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An Clockwork Physic

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Integral to the operation of the mechanical watch is the balance wheel. Balance wheels are constructed of a weighted wheel and a spiraled torsion hairspring. The wheel is composed of a metal alloy with low thermal expansion, and the spring is made of either steel or silicon. Energy stored in the watch's mainspring is translated through the gear train to the escapement, a trident shaped piece with a dedicated escapement wheel which delivers impulses to the balance wheel. The balance wheel is what allows a watch to run accurately, as the balance wheel functions as a harmonic oscillator due to the constant mass of the wheel and elasticity of the spring. Balance wheel oscillations are determined by the time taken to complete a semi-rotation, called a vibration. Balance wheel oscillations are usually within the range of 28,800 vph (vibrations per hour, or 4 Hz), which ticks 8 times per second. The period of oscillation T of a balance wheel (one oscillation, or two ticks) is determined by the equation, T=2π*√(I/k) where I is the moment of inertia of the balance wheel, and k is the spring constant of the torsional hairspring.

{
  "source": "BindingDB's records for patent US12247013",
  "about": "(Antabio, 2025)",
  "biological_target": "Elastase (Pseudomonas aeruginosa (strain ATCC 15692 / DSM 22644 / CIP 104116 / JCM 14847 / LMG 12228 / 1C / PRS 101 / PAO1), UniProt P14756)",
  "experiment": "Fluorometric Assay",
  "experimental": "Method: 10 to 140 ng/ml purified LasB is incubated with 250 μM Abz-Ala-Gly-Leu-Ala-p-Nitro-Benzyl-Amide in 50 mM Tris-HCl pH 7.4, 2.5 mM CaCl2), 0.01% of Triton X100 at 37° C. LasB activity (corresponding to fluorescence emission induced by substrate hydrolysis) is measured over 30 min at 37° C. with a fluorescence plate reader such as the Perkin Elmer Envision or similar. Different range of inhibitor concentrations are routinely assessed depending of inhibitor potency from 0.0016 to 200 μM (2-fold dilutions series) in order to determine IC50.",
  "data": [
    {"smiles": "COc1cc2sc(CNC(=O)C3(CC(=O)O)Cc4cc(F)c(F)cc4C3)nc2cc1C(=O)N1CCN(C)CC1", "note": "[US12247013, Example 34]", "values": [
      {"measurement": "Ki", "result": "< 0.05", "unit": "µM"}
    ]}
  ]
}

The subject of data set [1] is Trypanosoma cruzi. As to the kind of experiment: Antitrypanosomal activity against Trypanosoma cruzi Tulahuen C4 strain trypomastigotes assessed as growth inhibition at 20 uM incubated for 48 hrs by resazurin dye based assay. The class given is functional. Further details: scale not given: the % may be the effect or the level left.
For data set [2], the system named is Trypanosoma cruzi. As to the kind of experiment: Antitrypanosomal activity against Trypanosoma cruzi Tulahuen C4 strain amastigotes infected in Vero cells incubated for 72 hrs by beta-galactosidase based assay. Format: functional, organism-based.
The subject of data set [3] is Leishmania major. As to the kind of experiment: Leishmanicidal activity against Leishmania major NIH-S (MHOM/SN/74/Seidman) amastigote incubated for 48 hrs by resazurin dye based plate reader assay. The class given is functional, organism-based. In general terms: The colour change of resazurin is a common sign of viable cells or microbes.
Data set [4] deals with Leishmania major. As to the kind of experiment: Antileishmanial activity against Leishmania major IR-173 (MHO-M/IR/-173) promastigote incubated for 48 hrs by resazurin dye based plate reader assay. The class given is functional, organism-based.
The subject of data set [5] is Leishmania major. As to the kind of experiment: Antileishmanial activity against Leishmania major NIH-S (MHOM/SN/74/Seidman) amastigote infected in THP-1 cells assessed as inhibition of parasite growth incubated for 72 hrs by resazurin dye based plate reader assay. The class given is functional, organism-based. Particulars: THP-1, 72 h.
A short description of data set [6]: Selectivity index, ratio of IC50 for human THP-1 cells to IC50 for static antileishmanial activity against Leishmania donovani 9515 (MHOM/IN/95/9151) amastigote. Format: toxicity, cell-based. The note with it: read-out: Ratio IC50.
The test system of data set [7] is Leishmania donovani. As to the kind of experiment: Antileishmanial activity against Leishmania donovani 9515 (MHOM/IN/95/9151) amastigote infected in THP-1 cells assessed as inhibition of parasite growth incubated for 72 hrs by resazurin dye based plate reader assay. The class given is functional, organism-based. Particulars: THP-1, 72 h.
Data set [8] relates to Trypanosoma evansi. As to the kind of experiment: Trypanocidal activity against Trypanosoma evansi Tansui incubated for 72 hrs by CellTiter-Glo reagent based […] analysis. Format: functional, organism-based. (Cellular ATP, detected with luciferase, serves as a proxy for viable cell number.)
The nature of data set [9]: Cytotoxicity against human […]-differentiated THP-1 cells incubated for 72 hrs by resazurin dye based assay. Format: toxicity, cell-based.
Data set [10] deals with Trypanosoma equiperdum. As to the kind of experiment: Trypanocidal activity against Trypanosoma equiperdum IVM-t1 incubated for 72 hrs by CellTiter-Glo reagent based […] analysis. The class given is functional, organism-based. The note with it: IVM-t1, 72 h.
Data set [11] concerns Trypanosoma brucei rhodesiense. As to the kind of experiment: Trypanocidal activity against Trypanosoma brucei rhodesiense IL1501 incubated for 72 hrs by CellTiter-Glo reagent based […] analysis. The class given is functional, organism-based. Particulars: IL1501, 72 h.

f5V5kAc.gif  Breguet-balance-wheel.jpg

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Very insightful! Watch design is all about physics, and the horological (the study of time keeping) world is rather obsessed with over-complicated watches. An interesting side note: watches can display any information that varies linearly in response to time. For example, some watches have moon-phase complications, showing the current state of the moon, and some even keep track of constellations. Also, there is a very intricate watch complication known as a 'tourbillon' (French for "Whirlwind"), in which the balance-wheel/escapement assembly is mounted in a three axis rotating cage (think 3-axis gimbal), which reduces the effects of gravity on the period of oscillation of the balance wheel, creating a more accurate timepiece.

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